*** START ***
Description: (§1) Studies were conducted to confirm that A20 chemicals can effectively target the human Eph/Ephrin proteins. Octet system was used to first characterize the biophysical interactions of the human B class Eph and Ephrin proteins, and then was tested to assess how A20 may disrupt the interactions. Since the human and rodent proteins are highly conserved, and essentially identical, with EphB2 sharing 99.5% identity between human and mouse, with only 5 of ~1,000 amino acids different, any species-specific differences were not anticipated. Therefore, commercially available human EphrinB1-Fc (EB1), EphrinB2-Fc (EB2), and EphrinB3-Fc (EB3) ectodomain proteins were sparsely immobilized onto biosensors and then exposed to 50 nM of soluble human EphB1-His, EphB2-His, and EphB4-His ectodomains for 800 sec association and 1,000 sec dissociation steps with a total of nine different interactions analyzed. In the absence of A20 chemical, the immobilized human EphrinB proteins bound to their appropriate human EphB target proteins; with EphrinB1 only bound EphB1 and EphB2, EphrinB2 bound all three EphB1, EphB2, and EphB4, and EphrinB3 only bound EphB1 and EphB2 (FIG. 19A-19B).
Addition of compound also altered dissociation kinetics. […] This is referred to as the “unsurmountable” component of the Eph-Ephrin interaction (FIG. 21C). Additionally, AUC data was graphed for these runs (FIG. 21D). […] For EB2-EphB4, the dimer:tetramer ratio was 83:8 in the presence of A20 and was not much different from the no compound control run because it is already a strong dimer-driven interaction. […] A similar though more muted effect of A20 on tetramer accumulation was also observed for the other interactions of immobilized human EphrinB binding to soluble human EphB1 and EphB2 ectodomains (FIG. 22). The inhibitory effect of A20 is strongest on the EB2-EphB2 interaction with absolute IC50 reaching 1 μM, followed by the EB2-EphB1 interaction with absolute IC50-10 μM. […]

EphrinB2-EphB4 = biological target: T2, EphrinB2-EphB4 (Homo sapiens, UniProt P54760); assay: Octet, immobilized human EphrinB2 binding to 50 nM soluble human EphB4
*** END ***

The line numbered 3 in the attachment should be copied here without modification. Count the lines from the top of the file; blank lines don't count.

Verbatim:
EphrinB2-EphB4 = biological target: T2, EphrinB2-EphB4 (Homo sapiens, UniProt P54760); assay: Octet, immobilized human EphrinB2 binding to 50 nM soluble human EphB4